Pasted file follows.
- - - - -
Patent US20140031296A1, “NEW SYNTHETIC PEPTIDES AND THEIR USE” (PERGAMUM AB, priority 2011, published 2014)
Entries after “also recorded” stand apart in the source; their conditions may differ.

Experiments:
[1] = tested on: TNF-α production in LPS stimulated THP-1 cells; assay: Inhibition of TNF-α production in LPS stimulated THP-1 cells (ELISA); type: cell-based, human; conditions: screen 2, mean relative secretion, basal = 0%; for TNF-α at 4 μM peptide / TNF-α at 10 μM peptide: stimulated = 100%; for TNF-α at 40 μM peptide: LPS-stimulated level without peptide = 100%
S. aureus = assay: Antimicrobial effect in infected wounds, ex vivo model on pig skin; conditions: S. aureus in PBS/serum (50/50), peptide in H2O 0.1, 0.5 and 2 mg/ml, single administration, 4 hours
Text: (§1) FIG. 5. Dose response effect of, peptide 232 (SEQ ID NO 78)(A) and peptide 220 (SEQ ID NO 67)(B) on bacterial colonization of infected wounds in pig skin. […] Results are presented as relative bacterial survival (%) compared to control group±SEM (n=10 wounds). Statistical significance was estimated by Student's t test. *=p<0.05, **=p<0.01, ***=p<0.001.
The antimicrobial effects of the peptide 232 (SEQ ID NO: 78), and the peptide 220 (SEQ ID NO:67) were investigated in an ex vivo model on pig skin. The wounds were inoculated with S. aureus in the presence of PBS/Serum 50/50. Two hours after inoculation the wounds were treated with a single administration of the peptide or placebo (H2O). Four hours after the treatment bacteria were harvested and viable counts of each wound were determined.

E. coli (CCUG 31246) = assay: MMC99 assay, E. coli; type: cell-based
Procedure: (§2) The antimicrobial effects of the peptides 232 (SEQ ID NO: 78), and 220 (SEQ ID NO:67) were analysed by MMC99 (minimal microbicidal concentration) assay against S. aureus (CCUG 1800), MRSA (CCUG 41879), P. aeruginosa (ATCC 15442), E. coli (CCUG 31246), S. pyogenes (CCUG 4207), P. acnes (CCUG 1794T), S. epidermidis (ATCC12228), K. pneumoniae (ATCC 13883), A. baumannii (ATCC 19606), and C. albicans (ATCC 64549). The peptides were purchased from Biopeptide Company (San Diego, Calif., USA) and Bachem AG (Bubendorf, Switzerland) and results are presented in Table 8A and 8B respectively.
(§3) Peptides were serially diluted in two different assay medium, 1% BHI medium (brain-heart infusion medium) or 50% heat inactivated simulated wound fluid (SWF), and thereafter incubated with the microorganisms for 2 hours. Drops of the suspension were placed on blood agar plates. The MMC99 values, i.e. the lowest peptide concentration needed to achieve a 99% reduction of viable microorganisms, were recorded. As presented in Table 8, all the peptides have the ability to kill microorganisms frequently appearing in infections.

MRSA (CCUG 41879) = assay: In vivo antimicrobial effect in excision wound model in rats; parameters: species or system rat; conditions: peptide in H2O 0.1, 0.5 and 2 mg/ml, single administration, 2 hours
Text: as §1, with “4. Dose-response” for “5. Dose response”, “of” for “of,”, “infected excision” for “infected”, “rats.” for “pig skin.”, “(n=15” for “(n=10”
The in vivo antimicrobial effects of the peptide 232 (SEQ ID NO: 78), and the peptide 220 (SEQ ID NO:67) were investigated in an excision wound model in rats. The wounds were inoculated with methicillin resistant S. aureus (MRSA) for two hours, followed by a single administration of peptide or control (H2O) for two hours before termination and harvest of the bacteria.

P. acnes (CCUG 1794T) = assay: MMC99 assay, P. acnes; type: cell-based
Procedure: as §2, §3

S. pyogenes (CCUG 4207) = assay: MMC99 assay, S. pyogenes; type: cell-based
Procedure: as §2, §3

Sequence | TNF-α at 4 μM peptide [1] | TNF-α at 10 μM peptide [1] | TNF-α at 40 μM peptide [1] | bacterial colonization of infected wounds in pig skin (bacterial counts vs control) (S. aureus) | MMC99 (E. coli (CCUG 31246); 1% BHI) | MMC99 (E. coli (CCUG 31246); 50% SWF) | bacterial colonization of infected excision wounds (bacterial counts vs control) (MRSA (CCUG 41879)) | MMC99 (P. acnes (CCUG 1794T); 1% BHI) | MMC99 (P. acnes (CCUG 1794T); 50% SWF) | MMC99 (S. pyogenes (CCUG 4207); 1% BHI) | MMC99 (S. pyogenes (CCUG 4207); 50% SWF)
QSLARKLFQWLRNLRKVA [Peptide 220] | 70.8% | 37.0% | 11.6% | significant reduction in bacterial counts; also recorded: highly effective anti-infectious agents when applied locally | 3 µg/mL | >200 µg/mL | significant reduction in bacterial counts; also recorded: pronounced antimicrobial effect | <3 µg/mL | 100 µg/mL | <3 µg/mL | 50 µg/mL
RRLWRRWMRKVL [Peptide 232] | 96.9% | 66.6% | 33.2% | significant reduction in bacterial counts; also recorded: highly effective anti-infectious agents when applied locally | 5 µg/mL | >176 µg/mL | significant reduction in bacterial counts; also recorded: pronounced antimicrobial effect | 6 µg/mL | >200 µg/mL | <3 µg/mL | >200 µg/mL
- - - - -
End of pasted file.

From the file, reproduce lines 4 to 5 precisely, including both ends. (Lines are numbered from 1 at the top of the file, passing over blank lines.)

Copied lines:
[1] = tested on: TNF-α production in LPS stimulated THP-1 cells; assay: Inhibition of TNF-α production in LPS stimulated THP-1 cells (ELISA); type: cell-based, human; conditions: screen 2, mean relative secretion, basal = 0%; for TNF-α at 4 μM peptide / TNF-α at 10 μM peptide: stimulated = 100%; for TNF-α at 40 μM peptide: LPS-stimulated level without peptide = 100%
S. aureus = assay: Antimicrobial effect in infected wounds, ex vivo model on pig skin; conditions: S. aureus in PBS/serum (50/50), peptide in H2O 0.1, 0.5 and 2 mg/ml, single administration, 4 hours